At age 81, Bob Cash is a true drop-everything-and-go kind of guy when it comes to traveling by automobile across the United States.
Just last year, the Stacy resident crossed out a major bucket list item when just he and his trusty van drove the country’s most western highway. Known as Route 89, it stretches from Canada to Mexico past seven national parks and 1,700 miles of some of the country’s most treasured land.
The roadway is unlike any other, but it was worth the wait for a man who originally decided on the trip three years before. “It was something to do, and I like to follow the back roads. I like the idea of one road and no exits,” he said from his kitchen table last week.
Cash said he and his wife Joanne first learned about the Route 89 road trip through an in-depth article complete with map and suggested attractions along the way in a National Geographic publication dated April 2007. They were quite the travelers.
“My wife and I have been in all 50 states together; the dog only 48,” joked Cash in his playful sense of humor.
But it wasn’t meant to be for the couple, who enjoyed 55 years together. Joanne’s Alzheimer’s took a turn for the worse, while Bob cared for her. One more long road trip was out of the question. She died Oct. 31, 2010. She lived three years longer than Joanne, a former nurse, had estimated some years before.
Yet she encouraged Bob to make the journey without her. And so he did late last August and followed the route as planned. “I thought, if I’m going to do it, I better do it now,” he said. “The travel papers were always by the chair in the living room. That’s the way to travel. Just do it or you never will.”
On Aug. 25, Cash reached the “trailhead” close to Glacier National Park in Montana near the Canadian border. From there he experienced contrasting weather while heading down to Yellowstone and Grand Teton national parks in Wyoming. “I love driving through the mountains in Montana,” he noted.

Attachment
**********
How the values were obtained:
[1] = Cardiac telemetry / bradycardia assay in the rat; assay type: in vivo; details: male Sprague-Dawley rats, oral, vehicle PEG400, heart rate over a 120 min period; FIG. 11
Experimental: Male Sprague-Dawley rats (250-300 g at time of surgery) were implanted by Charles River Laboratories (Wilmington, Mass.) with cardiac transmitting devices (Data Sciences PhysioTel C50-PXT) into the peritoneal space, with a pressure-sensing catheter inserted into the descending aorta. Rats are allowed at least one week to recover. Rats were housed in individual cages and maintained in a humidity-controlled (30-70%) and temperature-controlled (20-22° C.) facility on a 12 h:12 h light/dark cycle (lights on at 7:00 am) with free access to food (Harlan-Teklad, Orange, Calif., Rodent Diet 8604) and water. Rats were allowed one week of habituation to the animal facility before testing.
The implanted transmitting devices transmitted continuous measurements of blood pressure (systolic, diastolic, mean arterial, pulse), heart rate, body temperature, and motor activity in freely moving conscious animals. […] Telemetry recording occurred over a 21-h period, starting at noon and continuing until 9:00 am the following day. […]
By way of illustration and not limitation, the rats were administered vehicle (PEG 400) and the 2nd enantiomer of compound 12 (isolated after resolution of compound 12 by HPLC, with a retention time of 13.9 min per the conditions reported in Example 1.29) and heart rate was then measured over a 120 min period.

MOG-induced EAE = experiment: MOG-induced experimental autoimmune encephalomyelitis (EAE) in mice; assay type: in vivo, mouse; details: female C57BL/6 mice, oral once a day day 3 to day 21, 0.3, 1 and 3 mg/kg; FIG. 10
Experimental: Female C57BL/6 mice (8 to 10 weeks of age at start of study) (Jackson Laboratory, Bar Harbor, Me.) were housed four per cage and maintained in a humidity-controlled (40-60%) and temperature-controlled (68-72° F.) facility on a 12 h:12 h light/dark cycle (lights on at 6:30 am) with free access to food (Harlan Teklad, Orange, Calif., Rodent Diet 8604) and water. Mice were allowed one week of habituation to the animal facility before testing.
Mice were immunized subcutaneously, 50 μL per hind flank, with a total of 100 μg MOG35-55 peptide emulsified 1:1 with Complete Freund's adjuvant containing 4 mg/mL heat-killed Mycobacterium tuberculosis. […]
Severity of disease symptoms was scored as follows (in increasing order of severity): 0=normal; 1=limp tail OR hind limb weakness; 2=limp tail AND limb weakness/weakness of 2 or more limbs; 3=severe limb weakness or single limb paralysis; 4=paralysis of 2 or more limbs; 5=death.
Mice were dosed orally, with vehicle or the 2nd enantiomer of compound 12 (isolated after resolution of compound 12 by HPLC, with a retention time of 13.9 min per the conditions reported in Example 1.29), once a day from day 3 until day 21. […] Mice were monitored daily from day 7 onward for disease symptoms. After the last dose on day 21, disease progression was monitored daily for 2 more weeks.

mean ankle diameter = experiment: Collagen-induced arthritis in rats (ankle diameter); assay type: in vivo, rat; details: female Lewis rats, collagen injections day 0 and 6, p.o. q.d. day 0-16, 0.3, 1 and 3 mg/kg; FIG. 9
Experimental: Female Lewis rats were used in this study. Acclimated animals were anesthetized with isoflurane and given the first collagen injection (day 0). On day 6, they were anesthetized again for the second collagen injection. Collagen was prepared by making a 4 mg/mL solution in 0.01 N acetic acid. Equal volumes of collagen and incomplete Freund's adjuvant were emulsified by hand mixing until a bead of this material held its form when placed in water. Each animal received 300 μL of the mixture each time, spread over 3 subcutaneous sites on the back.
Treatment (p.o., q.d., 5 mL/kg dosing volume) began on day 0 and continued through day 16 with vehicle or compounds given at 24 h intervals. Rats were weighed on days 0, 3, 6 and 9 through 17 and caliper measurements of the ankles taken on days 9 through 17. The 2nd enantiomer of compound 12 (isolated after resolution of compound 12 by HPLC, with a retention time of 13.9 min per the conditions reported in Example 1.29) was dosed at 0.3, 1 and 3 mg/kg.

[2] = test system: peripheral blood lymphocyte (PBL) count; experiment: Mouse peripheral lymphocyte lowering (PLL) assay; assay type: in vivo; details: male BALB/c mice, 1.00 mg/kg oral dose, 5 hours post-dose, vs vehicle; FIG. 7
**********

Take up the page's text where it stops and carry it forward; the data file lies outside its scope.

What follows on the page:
Cash marveled over Utah’s canyonland country with the likes of Bryce Canyon and Zion national parks. Travelers also like the 41-mile scenic stretch that passes 19 fossil-packed trails by Wasatch Range, and the road south of Salt Lake City where mineral waters await. He experienced even more promised land through Arizona before reaching Tucson and Saguaro National Park near the Mexican border.
His companion was his full-size 2002 Ford van, which served as his sleeping quarters and oftentimes dining room where he ate instant oatmeal for breakfast, cheese and crackers for lunch and a can of cold soup for dinner.
“I love seeing another part of the country,” he said. “It took me five years to do this trip, and I took the road clear to the end. I felt satisfaction when I was done. But I’m ready to do it again.”
Next on Cash’s list is Highway 61 to Baton Rouge, Louisiana. “It’s the only capitol building I haven’t visited,” he said.
Otherwise, he recalls wonderful trips with Joanne on historic U.S. 66, Lincoln Memorial Highway from California to New York City, Highway 83 from North Dakota to Texas and so many others.
Cash has a special collection from his travels, too. He keeps a rock pile consisting of rocks from all 50 states in his yard. Why, someone might ask? “Just because,” he replied.
He also will not conform to the electronic age with devices that help show and tell the way.
“I’m not a GPS guy,” he proudly confessed. “I prefer a map in my hands.”
Still, on his journeys, he has wondered why people from tourism folks to gas station clerks will ask, “Why not take the main freeway? It’s faster and a more direct route,” when he might stop for a quick direction or two.
His answer: “Because this is what I like to do — take the back roads. I don’t like freeways. At 81 years old, you better enjoy life and do what you can with it.”